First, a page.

Alberta RCMP call this past summer ‘difficult’

Alberta RCMP call this past summer ‘difficult’

Officials Alberta wrap up season with safety reminders ahead of long weekend

With shorter days and cooler temperatures, it is evident that summer time is winding down. The Alberta RCMP is taking a look back on what has proven to be a difficult summer across the province. From May to July 2017, police reported a significant number of injuries and deaths on roads, rivers and lakes across the province.

During May to July 2017 11 people have drowned in Alberta lakes and rivers; 1,277 were injured in collisions and 50 died on roads and highways within RCMP jurisdiction; 29 cyclists were injured and two died on roads and highways within RCMP jurisdiction; 71 people were injured in off-road collisions while four died and 145 motorcyclists were injured and seven died on roads and highways within RCMP jurisdiction

“The incidents which have occurred in the past few months prompt us to reiterate our safety messages to Albertans,” said Steve Daley, Alberta RCMP. “Although, we always expect to see a greater number of people out on roads, highways, off-road and on waterways across the province during the summer months, our number one priority is to ensure that everyone’s activities are safe and that their journey home is also safe.”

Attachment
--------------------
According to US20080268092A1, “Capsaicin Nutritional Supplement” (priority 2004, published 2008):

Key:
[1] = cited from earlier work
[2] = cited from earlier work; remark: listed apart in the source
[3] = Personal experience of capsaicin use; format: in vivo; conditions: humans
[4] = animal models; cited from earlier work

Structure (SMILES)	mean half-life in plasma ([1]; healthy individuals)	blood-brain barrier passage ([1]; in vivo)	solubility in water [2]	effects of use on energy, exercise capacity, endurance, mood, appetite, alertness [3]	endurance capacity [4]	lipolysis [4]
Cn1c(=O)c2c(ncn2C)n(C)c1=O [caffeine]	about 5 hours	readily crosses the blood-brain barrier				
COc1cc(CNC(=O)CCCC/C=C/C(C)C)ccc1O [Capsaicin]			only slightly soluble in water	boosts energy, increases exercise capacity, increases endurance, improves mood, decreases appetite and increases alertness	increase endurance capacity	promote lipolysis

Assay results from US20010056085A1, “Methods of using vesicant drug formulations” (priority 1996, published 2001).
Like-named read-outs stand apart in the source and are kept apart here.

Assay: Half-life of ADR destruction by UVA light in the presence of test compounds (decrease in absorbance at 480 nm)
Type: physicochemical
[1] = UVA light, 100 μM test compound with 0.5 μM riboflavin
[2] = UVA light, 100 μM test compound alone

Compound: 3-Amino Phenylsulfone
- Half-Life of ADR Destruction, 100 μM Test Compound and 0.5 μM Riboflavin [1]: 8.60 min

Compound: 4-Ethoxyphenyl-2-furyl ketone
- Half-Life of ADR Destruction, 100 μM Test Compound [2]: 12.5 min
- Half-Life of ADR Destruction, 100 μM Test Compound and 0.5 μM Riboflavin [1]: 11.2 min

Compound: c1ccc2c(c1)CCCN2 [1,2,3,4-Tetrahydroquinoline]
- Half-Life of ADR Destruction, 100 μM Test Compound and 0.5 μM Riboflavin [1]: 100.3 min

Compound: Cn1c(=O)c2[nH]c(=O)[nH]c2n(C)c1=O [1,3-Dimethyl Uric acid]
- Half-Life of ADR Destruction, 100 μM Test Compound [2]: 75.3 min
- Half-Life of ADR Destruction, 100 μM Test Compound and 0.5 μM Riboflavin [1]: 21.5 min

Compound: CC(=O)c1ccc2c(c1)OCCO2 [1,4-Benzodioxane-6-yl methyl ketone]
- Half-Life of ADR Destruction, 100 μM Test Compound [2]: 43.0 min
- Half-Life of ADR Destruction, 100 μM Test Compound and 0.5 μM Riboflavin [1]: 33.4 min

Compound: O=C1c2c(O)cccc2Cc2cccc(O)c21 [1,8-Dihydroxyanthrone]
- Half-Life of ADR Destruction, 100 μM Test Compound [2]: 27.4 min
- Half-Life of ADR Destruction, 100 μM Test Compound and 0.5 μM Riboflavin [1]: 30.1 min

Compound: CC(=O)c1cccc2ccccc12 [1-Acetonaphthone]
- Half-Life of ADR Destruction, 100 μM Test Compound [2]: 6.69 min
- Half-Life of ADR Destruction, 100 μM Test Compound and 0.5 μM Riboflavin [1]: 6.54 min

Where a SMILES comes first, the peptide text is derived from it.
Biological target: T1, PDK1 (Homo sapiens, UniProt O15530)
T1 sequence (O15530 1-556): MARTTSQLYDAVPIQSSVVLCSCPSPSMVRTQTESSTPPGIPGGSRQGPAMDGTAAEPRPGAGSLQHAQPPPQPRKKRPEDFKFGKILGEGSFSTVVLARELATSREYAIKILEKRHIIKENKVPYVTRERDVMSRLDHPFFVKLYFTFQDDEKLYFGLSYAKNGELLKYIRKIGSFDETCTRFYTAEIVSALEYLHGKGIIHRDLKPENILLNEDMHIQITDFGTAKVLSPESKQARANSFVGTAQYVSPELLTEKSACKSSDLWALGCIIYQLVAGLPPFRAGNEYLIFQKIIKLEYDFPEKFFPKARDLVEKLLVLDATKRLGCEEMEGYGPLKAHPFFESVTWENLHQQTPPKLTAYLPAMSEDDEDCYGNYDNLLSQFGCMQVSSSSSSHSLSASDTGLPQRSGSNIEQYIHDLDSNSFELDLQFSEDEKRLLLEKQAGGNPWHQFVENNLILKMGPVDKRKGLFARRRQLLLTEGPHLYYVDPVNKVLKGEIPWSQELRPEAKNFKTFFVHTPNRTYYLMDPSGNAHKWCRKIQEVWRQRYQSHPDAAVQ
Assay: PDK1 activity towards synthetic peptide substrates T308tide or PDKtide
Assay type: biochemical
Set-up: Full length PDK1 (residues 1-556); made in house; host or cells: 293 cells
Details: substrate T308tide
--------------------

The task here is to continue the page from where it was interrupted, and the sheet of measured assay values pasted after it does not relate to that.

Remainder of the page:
Alberta roads and highways typically experience an influx of drivers during long weekends and this Labour Day holiday will be no exception. During the September long weekend last year, there were 563 people injured and three deaths in collisions which occurred in RCMP jurisdictions. No matter your destination, put into practice safe driving behaviours that ensure your safety and that of others.

Motor vehicle collisions are a leading cause of death in Alberta and remain a top priority for Integrated Traffic Units,” said Supt. Rick Gardner, Alberta Sheriffs. “As we head into the Labour Day long weekend, we remind drivers to share the road with other motorists, to put their seatbelt on, to drive sober and free of distractions. These small gestures go a long way when it comes to traffic safety.”

– Fawcett